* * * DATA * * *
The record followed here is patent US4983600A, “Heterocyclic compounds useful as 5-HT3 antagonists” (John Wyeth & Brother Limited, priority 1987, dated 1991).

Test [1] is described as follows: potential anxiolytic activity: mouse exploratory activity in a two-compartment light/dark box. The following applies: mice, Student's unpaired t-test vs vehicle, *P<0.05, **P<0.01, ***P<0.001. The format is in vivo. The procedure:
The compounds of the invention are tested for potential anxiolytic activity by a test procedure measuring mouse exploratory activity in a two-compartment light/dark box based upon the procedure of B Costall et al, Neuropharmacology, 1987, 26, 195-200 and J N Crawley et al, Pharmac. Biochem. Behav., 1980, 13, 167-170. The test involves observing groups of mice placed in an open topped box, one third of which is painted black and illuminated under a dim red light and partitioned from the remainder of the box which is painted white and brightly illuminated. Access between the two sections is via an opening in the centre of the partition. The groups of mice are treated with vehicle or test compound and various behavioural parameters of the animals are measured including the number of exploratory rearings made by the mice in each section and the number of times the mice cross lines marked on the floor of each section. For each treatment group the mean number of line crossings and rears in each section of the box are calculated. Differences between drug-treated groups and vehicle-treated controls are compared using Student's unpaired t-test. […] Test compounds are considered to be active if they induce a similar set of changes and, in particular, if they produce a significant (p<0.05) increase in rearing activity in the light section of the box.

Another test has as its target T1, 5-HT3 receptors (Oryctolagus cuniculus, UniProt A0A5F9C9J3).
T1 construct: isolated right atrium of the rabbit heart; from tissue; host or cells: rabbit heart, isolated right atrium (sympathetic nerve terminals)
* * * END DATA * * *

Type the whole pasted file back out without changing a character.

The record followed here is patent US4983600A, “Heterocyclic compounds useful as 5-HT3 antagonists” (John Wyeth & Brother Limited, priority 1987, dated 1991).

Test [1] is described as follows: potential anxiolytic activity: mouse exploratory activity in a two-compartment light/dark box. The following applies: mice, Student's unpaired t-test vs vehicle, *P<0.05, **P<0.01, ***P<0.001. The format is in vivo. The procedure:
The compounds of the invention are tested for potential anxiolytic activity by a test procedure measuring mouse exploratory activity in a two-compartment light/dark box based upon the procedure of B Costall et al, Neuropharmacology, 1987, 26, 195-200 and J N Crawley et al, Pharmac. Biochem. Behav., 1980, 13, 167-170. The test involves observing groups of mice placed in an open topped box, one third of which is painted black and illuminated under a dim red light and partitioned from the remainder of the box which is painted white and brightly illuminated. Access between the two sections is via an opening in the centre of the partition. The groups of mice are treated with vehicle or test compound and various behavioural parameters of the animals are measured including the number of exploratory rearings made by the mice in each section and the number of times the mice cross lines marked on the floor of each section. For each treatment group the mean number of line crossings and rears in each section of the box are calculated. Differences between drug-treated groups and vehicle-treated controls are compared using Student's unpaired t-test. […] Test compounds are considered to be active if they induce a similar set of changes and, in particular, if they produce a significant (p<0.05) increase in rearing activity in the light section of the box.

Another test has as its target T1, 5-HT3 receptors (Oryctolagus cuniculus, UniProt A0A5F9C9J3).
T1 construct: isolated right atrium of the rabbit heart; from tissue; host or cells: rabbit heart, isolated right atrium (sympathetic nerve terminals)